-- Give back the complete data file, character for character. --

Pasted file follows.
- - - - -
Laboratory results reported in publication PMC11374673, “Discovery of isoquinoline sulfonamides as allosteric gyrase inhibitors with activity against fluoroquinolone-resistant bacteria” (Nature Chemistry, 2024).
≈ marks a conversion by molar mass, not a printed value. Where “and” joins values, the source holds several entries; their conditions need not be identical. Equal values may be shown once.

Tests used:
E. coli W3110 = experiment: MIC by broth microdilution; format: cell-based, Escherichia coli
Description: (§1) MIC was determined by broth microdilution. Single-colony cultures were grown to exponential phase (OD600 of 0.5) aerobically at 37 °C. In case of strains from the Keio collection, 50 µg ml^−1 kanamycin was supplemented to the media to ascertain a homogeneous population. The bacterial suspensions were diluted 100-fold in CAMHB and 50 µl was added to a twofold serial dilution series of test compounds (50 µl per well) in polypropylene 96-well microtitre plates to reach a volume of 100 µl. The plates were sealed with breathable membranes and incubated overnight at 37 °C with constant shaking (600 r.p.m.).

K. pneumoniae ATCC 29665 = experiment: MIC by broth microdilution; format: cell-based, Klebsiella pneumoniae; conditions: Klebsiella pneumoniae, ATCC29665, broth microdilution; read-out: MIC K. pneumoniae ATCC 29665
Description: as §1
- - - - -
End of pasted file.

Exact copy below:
Laboratory results reported in publication PMC11374673, “Discovery of isoquinoline sulfonamides as allosteric gyrase inhibitors with activity against fluoroquinolone-resistant bacteria” (Nature Chemistry, 2024).
≈ marks a conversion by molar mass, not a printed value. Where “and” joins values, the source holds several entries; their conditions need not be identical. Equal values may be shown once.

Tests used:
E. coli W3110 = experiment: MIC by broth microdilution; format: cell-based, Escherichia coli
Description: (§1) MIC was determined by broth microdilution. Single-colony cultures were grown to exponential phase (OD600 of 0.5) aerobically at 37 °C. In case of strains from the Keio collection, 50 µg ml^−1 kanamycin was supplemented to the media to ascertain a homogeneous population. The bacterial suspensions were diluted 100-fold in CAMHB and 50 µl was added to a twofold serial dilution series of test compounds (50 µl per well) in polypropylene 96-well microtitre plates to reach a volume of 100 µl. The plates were sealed with breathable membranes and incubated overnight at 37 °C with constant shaking (600 r.p.m.).

K. pneumoniae ATCC 29665 = experiment: MIC by broth microdilution; format: cell-based, Klebsiella pneumoniae; conditions: Klebsiella pneumoniae, ATCC29665, broth microdilution; read-out: MIC K. pneumoniae ATCC 29665
Description: as §1